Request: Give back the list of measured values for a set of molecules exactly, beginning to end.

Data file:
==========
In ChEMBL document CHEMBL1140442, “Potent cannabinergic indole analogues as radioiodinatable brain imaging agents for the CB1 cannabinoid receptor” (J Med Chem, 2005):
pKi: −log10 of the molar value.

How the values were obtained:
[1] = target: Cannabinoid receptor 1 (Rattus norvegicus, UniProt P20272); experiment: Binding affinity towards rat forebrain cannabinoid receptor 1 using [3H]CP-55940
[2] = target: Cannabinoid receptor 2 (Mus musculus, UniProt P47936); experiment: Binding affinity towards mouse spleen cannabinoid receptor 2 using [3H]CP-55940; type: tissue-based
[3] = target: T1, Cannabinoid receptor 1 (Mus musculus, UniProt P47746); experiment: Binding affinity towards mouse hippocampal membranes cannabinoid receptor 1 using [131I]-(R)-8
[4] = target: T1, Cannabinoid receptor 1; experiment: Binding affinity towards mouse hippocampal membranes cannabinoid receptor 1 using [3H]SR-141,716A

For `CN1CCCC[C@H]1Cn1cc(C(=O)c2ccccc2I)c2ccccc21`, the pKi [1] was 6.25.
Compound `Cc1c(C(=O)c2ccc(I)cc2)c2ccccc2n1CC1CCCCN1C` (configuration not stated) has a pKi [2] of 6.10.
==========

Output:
In ChEMBL document CHEMBL1140442, “Potent cannabinergic indole analogues as radioiodinatable brain imaging agents for the CB1 cannabinoid receptor” (J Med Chem, 2005):
pKi: −log10 of the molar value.

How the values were obtained:
[1] = target: Cannabinoid receptor 1 (Rattus norvegicus, UniProt P20272); experiment: Binding affinity towards rat forebrain cannabinoid receptor 1 using [3H]CP-55940
[2] = target: Cannabinoid receptor 2 (Mus musculus, UniProt P47936); experiment: Binding affinity towards mouse spleen cannabinoid receptor 2 using [3H]CP-55940; type: tissue-based
[3] = target: T1, Cannabinoid receptor 1 (Mus musculus, UniProt P47746); experiment: Binding affinity towards mouse hippocampal membranes cannabinoid receptor 1 using [131I]-(R)-8
[4] = target: T1, Cannabinoid receptor 1; experiment: Binding affinity towards mouse hippocampal membranes cannabinoid receptor 1 using [3H]SR-141,716A

For `CN1CCCC[C@H]1Cn1cc(C(=O)c2ccccc2I)c2ccccc21`, the pKi [1] was 6.25.
Compound `Cc1c(C(=O)c2ccc(I)cc2)c2ccccc2n1CC1CCCCN1C` (configuration not stated) has a pKi [2] of 6.10.